For now, and at least until COVID-19 vaccines earn emergency approval for use in children ages 12 and younger, the Centers for Disease Control and Prevention recommends that everyone going back to school in the autumn mask up regardless of individual immunization status. What’s more, schools should continue to practice social distancing, with at least three feet between one student and the next. But the CDC is still adamant that in-person education must and shall return in the fall. Despite the mitigation requirements, states and municipalities are advised to avoid 2020-style remote learning or a hybridized schedule—even if that means abandoning social distancing.

That is a valuable concession to the real world—a world in which Americans learned at great personal expense that atomized learning puts children at a disadvantage. And given the relatively low risk from infection with COVID-19 among children, the benefits associated with such draconian mitigation strategies are vastly outweighed by their costs.

And yet, a distant drumbeat grows increasingly audible as the 2021-2022 school year approaches. It is the frenzied sound of alarm over the unknown threat that COVID’s delta variant represents to children and the adults around them. It is a chorus of concerned voices raising unanswerable questions about the risk that in-person education presents to the progress America has made toward herd immunity. And the panic around rising COVID cases has lent new gravity to their arguments.

Though the statistics remain murky, mainstream media outlets are beginning to report anecdotes from the parts of the country hardest hit by the delta variant. And included in those anecdotes are stories about children’s hospitals seeing an unprecedented influx of young COVID patients. “At least 81 children in the U.S. died of COVID between March and July, according to the Centers for Disease Control and Prevention,” NBC News reported, “and many doctors warn that the situation is likely to get worse.”

And though this mortality risk is roughly on par with seasonal flu, death is hardly the only bad outcome kids can suffer as a result of a COVID infection. According to a New York Times report on the ordeal endured by one young man who struggles with the aftereffects of a COVID infection, even contracting the disease sounds like a harrowing experience. Children can suffer from “lingering post-COVID neurological, physical, or psychiatric symptoms” including “fatigue, headaches, brain fog, memory and concentration difficulties, sleep disturbances, ongoing change in smell and taste,” one infectious disease specialist told the Times.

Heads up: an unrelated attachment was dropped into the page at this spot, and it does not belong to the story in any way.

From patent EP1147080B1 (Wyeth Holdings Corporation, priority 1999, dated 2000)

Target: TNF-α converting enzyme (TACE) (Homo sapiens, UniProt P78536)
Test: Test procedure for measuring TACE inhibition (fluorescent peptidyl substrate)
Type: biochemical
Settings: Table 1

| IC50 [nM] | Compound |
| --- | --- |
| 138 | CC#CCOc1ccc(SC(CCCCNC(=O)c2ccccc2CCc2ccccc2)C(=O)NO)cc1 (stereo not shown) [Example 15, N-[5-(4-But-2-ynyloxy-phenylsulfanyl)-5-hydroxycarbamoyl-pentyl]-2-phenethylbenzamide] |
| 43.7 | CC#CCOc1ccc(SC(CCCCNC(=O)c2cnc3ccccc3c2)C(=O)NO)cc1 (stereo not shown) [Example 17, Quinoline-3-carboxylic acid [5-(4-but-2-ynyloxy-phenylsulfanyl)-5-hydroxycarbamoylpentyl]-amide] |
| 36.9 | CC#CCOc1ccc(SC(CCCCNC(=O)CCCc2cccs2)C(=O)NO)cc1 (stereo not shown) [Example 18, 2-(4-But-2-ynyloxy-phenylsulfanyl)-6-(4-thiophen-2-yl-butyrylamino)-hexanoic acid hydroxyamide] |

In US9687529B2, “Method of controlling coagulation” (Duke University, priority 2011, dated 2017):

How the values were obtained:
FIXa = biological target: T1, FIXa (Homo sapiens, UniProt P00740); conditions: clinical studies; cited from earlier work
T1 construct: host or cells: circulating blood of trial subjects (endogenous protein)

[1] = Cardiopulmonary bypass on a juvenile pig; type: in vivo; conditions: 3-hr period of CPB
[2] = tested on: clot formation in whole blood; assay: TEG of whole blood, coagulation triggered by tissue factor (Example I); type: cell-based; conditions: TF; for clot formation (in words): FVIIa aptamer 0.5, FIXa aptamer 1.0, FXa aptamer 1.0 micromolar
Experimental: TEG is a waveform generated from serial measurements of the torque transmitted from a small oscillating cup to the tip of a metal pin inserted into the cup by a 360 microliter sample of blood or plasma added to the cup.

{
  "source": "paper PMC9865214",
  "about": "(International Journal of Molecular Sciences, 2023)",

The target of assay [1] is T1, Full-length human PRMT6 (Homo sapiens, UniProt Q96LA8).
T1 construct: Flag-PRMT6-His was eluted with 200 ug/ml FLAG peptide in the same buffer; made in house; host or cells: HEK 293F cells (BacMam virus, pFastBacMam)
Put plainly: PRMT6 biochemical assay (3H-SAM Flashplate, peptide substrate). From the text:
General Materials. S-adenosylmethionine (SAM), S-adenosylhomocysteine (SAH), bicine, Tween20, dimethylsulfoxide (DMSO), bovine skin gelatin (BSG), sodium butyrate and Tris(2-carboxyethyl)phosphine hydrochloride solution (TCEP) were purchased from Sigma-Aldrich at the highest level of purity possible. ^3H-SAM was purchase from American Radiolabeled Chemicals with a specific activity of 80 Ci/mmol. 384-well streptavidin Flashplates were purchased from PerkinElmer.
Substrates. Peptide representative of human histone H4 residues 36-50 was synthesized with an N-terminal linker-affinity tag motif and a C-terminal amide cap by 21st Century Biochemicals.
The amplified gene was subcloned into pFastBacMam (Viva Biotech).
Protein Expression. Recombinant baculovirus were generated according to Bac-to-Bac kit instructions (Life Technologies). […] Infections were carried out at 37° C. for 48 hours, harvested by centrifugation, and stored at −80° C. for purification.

To hear Vox.com’s Anna North tell it, the primary obstacle to the resumption of in-person education is the public’s frustrating failure to resign itself to the notion that “school isn’t going to be ‘normal’ this fall.” According to experts and public health officials, “masking, virus testing, and other mitigation factors can make a return to in-person school safe and feasible.” And yet, some states and districts are resisting masking requirements for students, teachers, administrators, and support staff alike.

“Schools can stay open even in areas of high community spread, experts say — if everyone wears masks,” North continued. But what about those areas without mask mandates or high rates of noncompliance? Vox concludes ominously that those who want to avoid that risk may not have “remote options” for their children, and there’s nothing fair about that.

Meanwhile, New York, ground zero for the pandemic in the United States and host to America’s largest school system, is beginning to waver in its resolve to reopen its doors to students, masked or otherwise. New York state has “quietly” abandoned its plan to issue statewide reopening guidance for schools. Public health officials are shifting their focus from projecting a “sense of urgency” around “resuming in-person learning” to allaying the “fears of parents” who are terrified to send their children back into these institutions.

The drumbeat is getting louder now. How can you social distance in schools situated in densely populated environments where there might be as many as 30 students per classroom? It’s just not physically possible. “It’s taking me back to where I was last fall, really nervous,” one teacher told EdWeek. “We’re going to have to quarantine students who don’t want to be quarantined and do [simultaneous] online and in-person [instruction], which is the last thing my teachers want to be doing.”

Given the risks, school boards that had once sworn off remote learning are once again establishing a “virtual learning option” for families that opt-in. And there is tremendous pressure on those districts that haven’t done so to prepare for the return of the hybrid model. “Parents should expect interruptions to in-person school when COVID cases surge in the community,” the New York Times bluntly warned.

And just as public health officials mounted a successful pressure campaign forcing the CDC to abandon its permissive posture toward fully vaccinated Americans, those who fear the return of full-day, in-person education may yet convince the Biden administration of their wisdom. Parents should plan accordingly.

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